Chock craft has been in use for many decades. A natural chockstone, having fallen and wedged in a crack, provides an excellent anchor point. Sometimes these chockstones are in unstable positions, but can be made into excellent anchors with little adjustment. Chock craft is an art that requires time and technique to master—simple in theory, but complex in practice. Imagination and resourcefulness are key principles to chock craft. The skilled climber must understand the application of mechanical advantage, vectors, and other forces that affect the belay chain in a fall.
a. Advantages. The advantages of using chocks are:
• Tactically quiet installation and recovery.
• Usually easy to retrieve and, unless severely damaged, are reusable.
• Easy to insert and remove.
• Minimal rock scarring as opposed to pitons.
• Sometimes can be placed where pitons cannot (expanding rock flakes where pitons would further weaken the rock).
b. Disadvantages. The disadvantages of using chocks are:
• May not fit in thin cracks, which may accept pitons.
• Often provide only one direction of pull.
• Practice and experience necessary to become proficient in proper placement.
c. Placement. The principles of placing chocks are to find a crack with a constriction at some point, place a chock of appropriate size above and behind the constriction, and set the chock by jerking down on the chock loop (Figure 5-15). Maximum surface contact with a tight fit is critical. Chocks are usually good for a single direction of pull.
(1) Avoid cracks that have crumbly (soft) or deteriorating rock, if possible. Some cracks may have loose rock, grass, and dirt, which should be removed before placing the chock. Look for a constriction point in the crack, then select a chock to fit it.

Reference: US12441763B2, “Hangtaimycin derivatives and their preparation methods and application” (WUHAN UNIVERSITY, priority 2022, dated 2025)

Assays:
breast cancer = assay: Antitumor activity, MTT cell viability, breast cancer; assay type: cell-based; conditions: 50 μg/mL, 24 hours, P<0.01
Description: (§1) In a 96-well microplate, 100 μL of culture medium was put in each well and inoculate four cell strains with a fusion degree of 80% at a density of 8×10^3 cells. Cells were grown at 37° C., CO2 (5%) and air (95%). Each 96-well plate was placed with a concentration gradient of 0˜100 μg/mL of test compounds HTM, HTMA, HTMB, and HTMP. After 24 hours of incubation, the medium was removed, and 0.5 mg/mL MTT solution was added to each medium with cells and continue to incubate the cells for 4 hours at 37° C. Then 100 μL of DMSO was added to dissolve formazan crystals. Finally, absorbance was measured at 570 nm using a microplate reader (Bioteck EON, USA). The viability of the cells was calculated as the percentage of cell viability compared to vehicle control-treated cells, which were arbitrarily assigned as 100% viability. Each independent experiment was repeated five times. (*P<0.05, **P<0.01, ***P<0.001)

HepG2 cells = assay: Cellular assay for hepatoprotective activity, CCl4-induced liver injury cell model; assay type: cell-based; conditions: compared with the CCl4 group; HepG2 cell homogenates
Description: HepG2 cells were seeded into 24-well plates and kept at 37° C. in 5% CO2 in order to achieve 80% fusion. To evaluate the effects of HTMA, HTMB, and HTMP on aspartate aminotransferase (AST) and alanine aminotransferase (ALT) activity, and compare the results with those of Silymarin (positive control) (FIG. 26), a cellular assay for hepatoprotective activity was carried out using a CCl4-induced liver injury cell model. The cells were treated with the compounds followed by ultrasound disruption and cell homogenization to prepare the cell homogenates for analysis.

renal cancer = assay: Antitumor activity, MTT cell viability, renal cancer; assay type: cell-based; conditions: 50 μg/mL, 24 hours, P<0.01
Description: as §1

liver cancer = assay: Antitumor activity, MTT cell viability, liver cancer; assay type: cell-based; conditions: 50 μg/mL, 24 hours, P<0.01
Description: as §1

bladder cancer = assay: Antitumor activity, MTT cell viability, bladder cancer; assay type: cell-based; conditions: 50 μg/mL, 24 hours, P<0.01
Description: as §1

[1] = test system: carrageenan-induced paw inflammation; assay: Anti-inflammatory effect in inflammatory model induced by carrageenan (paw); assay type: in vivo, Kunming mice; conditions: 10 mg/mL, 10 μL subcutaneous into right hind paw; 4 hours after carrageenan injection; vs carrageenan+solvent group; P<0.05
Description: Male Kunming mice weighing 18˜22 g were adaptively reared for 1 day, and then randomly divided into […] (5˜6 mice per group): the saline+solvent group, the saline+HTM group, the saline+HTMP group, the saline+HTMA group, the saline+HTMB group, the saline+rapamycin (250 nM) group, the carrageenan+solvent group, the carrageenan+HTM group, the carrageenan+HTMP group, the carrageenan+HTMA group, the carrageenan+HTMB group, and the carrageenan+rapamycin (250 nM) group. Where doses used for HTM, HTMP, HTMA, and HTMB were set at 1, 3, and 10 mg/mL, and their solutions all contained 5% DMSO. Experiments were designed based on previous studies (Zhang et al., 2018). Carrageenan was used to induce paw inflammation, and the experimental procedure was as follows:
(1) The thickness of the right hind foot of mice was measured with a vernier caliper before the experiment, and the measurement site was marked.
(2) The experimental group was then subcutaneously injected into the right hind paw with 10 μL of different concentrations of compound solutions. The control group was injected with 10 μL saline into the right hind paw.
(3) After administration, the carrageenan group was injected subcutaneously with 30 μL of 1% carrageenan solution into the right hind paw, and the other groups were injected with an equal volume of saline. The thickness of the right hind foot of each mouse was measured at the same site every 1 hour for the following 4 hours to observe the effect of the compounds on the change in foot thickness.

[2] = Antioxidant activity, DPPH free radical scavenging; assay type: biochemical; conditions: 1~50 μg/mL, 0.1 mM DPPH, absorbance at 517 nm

(2) When selecting a chock, choose one that has as much surface area as possible in contact with the rock. A chock resting on one small crystal or point of rock is likely to be unsafe. A chock that sticks partly out of the crack is avoided. Avoid poor protection. Ensure that the chock has a wire or runner long enough; extra ropes, cord, or webbing may be needed to extend the length of the runner.
(3) End weighting of the placement helps to keep the protection in position. A carabiner often provides enough weight
(4) Parallel-sided cracks without constrictions are a problem. Chocks designed to be used in this situation rely on camming principles to remain emplaced. Weighting the emplacement with extra hardware is often necessary to keep the chocks from dropping out.
(a) Emplace the wedge-shaped chock above and behind the constriction; seat it with a sharp downward tug.
(b) Place a camming chock with its narrow side into the crack, then rotate it to the attitude it will assume under load; seat it with a sharp downward tug.
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